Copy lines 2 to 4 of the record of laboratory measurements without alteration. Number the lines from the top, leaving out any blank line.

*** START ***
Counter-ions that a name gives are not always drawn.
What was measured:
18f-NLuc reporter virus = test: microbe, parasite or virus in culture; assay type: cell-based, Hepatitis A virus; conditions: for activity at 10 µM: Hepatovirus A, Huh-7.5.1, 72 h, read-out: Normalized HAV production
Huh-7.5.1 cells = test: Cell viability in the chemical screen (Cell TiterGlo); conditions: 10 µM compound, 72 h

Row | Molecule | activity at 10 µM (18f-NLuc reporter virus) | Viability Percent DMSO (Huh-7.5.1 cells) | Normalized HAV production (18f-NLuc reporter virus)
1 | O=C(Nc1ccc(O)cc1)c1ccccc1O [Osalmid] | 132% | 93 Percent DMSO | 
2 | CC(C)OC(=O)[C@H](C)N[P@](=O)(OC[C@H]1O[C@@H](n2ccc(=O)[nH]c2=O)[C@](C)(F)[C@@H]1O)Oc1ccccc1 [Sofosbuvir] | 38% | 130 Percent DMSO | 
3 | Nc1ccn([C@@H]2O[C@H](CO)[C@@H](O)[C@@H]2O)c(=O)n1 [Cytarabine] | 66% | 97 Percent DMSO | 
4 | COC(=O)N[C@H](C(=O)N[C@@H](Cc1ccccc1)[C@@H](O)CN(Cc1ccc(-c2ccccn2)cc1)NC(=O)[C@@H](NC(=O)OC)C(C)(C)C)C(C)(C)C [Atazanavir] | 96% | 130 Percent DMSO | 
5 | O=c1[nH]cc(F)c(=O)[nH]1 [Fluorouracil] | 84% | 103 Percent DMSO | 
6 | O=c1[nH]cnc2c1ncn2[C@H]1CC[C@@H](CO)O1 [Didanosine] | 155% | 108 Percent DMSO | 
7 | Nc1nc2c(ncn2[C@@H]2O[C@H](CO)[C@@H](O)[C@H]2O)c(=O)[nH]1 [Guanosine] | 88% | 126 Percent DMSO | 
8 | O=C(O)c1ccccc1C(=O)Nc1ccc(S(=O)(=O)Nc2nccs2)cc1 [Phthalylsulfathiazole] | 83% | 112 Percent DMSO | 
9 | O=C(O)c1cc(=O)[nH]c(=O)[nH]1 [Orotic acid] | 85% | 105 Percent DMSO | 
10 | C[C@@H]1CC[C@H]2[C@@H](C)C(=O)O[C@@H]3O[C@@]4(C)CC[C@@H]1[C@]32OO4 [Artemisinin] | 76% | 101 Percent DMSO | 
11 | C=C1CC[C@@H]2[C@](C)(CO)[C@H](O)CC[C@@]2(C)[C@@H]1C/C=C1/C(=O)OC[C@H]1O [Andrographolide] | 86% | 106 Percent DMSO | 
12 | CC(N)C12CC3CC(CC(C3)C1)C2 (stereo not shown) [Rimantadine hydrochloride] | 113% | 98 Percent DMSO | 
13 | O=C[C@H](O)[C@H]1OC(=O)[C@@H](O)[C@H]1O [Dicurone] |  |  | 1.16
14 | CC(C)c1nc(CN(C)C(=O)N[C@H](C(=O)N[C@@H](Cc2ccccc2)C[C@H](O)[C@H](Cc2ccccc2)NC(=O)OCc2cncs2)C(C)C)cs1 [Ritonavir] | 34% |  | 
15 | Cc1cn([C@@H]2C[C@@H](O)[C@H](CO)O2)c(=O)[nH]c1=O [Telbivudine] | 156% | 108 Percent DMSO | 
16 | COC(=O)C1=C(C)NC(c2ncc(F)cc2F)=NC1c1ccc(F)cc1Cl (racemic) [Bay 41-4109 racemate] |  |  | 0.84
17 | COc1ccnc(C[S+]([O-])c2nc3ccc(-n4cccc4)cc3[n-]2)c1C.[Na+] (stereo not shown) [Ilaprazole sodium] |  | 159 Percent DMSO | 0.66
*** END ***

What was measured:
18f-NLuc reporter virus = test: microbe, parasite or virus in culture; assay type: cell-based, Hepatitis A virus; conditions: for activity at 10 µM: Hepatovirus A, Huh-7.5.1, 72 h, read-out: Normalized HAV production
Huh-7.5.1 cells = test: Cell viability in the chemical screen (Cell TiterGlo); conditions: 10 µM compound, 72 h